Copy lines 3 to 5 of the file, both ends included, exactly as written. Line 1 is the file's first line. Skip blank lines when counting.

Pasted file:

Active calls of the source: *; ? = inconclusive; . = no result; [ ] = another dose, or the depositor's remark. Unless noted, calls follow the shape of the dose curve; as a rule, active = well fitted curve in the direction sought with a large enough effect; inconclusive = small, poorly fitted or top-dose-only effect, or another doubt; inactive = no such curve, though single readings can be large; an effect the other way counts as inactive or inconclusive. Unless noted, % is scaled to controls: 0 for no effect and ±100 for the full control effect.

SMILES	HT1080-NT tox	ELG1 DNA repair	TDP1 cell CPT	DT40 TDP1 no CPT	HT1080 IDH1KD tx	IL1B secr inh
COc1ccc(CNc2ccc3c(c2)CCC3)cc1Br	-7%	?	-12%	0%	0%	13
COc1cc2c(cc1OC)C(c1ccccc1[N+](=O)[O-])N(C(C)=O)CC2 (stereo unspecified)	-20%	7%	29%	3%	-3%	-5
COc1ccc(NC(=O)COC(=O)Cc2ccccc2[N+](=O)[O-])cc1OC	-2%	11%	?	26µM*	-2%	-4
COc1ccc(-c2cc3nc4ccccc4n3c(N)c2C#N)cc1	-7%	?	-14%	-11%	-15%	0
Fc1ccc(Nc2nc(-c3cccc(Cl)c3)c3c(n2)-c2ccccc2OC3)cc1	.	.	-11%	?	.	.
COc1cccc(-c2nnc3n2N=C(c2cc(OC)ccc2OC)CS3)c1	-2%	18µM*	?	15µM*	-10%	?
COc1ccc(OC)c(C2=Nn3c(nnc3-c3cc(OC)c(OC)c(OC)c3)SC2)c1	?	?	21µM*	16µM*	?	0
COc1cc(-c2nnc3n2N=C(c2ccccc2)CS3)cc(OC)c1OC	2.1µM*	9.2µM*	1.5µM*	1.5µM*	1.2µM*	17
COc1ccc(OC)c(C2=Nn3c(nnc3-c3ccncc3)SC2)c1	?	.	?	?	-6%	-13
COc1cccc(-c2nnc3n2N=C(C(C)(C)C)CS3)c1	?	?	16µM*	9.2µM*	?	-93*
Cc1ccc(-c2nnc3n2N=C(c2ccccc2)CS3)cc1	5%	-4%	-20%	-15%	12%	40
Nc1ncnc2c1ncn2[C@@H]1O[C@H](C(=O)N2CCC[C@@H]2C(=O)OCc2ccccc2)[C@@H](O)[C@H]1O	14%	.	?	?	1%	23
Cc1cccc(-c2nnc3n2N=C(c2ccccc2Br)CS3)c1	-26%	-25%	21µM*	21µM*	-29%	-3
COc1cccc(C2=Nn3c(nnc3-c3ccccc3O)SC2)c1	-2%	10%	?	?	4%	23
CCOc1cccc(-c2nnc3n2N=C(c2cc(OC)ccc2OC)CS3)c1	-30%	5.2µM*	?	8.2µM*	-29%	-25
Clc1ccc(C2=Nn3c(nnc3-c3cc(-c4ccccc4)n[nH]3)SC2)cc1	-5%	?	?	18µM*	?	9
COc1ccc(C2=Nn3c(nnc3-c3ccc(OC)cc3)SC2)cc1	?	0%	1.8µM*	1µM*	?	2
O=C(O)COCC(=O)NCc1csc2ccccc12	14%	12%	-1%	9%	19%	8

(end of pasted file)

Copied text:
COc1ccc(CNc2ccc3c(c2)CCC3)cc1Br	-7%	?	-12%	0%	0%	13
COc1cc2c(cc1OC)C(c1ccccc1[N+](=O)[O-])N(C(C)=O)CC2 (stereo unspecified)	-20%	7%	29%	3%	-3%	-5
COc1ccc(NC(=O)COC(=O)Cc2ccccc2[N+](=O)[O-])cc1OC	-2%	11%	?	26µM*	-2%	-4